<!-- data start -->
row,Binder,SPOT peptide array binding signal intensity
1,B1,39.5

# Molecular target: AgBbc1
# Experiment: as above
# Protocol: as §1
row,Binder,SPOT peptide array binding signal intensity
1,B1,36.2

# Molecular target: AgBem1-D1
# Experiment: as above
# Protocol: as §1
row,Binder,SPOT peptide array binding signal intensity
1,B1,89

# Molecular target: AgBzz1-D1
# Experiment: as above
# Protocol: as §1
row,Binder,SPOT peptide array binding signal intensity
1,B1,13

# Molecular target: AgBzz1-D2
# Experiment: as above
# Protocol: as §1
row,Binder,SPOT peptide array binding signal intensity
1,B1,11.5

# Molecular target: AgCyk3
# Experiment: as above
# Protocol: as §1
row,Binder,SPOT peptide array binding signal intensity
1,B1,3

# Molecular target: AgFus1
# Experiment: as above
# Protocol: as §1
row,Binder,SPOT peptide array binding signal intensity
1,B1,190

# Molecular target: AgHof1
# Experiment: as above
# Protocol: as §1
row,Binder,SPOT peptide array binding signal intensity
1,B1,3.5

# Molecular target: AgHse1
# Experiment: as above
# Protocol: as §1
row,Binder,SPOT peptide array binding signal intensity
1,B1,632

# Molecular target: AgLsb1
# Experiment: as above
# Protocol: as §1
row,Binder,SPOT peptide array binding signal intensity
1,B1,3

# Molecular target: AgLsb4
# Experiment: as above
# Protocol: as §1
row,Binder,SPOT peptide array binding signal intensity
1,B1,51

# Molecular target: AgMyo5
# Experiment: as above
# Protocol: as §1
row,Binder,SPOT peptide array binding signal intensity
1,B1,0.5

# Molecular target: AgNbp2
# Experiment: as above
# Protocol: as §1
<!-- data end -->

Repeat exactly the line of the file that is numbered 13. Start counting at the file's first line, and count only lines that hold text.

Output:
# Molecular target: AgBzz1-D1